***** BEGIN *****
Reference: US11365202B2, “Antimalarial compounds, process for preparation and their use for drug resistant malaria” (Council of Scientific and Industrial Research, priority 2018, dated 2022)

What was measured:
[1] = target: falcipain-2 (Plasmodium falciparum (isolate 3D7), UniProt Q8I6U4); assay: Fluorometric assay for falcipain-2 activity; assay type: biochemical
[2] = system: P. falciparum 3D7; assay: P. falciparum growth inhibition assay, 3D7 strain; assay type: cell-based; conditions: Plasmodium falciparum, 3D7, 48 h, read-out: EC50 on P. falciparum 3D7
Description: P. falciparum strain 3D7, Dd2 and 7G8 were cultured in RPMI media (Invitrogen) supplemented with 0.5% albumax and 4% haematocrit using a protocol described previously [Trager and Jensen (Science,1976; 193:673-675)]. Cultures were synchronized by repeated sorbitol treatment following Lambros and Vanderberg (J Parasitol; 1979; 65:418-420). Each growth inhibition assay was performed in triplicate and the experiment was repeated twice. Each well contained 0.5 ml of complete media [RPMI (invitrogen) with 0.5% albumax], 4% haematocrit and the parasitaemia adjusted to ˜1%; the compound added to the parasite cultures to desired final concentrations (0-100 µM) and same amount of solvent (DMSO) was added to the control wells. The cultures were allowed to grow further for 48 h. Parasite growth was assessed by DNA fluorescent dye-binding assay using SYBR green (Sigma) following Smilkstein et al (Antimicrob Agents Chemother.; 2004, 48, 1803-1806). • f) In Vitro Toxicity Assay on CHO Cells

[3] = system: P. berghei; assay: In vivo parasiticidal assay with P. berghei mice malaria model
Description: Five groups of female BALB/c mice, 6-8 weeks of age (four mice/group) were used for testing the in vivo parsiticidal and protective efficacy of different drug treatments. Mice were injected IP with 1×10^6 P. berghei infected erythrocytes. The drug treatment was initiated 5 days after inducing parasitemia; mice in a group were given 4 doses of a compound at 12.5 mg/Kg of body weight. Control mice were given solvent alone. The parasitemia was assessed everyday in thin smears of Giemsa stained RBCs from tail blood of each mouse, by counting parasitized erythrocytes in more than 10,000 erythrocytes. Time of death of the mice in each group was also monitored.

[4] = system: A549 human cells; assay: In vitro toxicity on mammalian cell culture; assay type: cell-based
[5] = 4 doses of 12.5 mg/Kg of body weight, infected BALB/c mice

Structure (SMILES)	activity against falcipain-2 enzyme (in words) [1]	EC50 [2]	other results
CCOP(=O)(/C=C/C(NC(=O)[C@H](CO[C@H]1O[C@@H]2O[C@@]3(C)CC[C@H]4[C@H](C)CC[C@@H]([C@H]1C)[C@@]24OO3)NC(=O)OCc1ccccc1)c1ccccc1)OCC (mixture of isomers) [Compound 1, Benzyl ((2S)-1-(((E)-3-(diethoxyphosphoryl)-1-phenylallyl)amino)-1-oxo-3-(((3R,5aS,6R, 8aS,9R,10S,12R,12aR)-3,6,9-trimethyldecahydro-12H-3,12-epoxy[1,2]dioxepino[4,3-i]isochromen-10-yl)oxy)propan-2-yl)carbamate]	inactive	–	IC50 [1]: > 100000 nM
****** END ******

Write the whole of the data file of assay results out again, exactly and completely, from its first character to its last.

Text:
Reference: US11365202B2, “Antimalarial compounds, process for preparation and their use for drug resistant malaria” (Council of Scientific and Industrial Research, priority 2018, dated 2022)

What was measured:
[1] = target: falcipain-2 (Plasmodium falciparum (isolate 3D7), UniProt Q8I6U4); assay: Fluorometric assay for falcipain-2 activity; assay type: biochemical
[2] = system: P. falciparum 3D7; assay: P. falciparum growth inhibition assay, 3D7 strain; assay type: cell-based; conditions: Plasmodium falciparum, 3D7, 48 h, read-out: EC50 on P. falciparum 3D7
Description: P. falciparum strain 3D7, Dd2 and 7G8 were cultured in RPMI media (Invitrogen) supplemented with 0.5% albumax and 4% haematocrit using a protocol described previously [Trager and Jensen (Science,1976; 193:673-675)]. Cultures were synchronized by repeated sorbitol treatment following Lambros and Vanderberg (J Parasitol; 1979; 65:418-420). Each growth inhibition assay was performed in triplicate and the experiment was repeated twice. Each well contained 0.5 ml of complete media [RPMI (invitrogen) with 0.5% albumax], 4% haematocrit and the parasitaemia adjusted to ˜1%; the compound added to the parasite cultures to desired final concentrations (0-100 µM) and same amount of solvent (DMSO) was added to the control wells. The cultures were allowed to grow further for 48 h. Parasite growth was assessed by DNA fluorescent dye-binding assay using SYBR green (Sigma) following Smilkstein et al (Antimicrob Agents Chemother.; 2004, 48, 1803-1806). • f) In Vitro Toxicity Assay on CHO Cells

[3] = system: P. berghei; assay: In vivo parasiticidal assay with P. berghei mice malaria model
Description: Five groups of female BALB/c mice, 6-8 weeks of age (four mice/group) were used for testing the in vivo parsiticidal and protective efficacy of different drug treatments. Mice were injected IP with 1×10^6 P. berghei infected erythrocytes. The drug treatment was initiated 5 days after inducing parasitemia; mice in a group were given 4 doses of a compound at 12.5 mg/Kg of body weight. Control mice were given solvent alone. The parasitemia was assessed everyday in thin smears of Giemsa stained RBCs from tail blood of each mouse, by counting parasitized erythrocytes in more than 10,000 erythrocytes. Time of death of the mice in each group was also monitored.

[4] = system: A549 human cells; assay: In vitro toxicity on mammalian cell culture; assay type: cell-based
[5] = 4 doses of 12.5 mg/Kg of body weight, infected BALB/c mice

Structure (SMILES)	activity against falcipain-2 enzyme (in words) [1]	EC50 [2]	other results
CCOP(=O)(/C=C/C(NC(=O)[C@H](CO[C@H]1O[C@@H]2O[C@@]3(C)CC[C@H]4[C@H](C)CC[C@@H]([C@H]1C)[C@@]24OO3)NC(=O)OCc1ccccc1)c1ccccc1)OCC (mixture of isomers) [Compound 1, Benzyl ((2S)-1-(((E)-3-(diethoxyphosphoryl)-1-phenylallyl)amino)-1-oxo-3-(((3R,5aS,6R, 8aS,9R,10S,12R,12aR)-3,6,9-trimethyldecahydro-12H-3,12-epoxy[1,2]dioxepino[4,3-i]isochromen-10-yl)oxy)propan-2-yl)carbamate]	inactive	–	IC50 [1]: > 100000 nM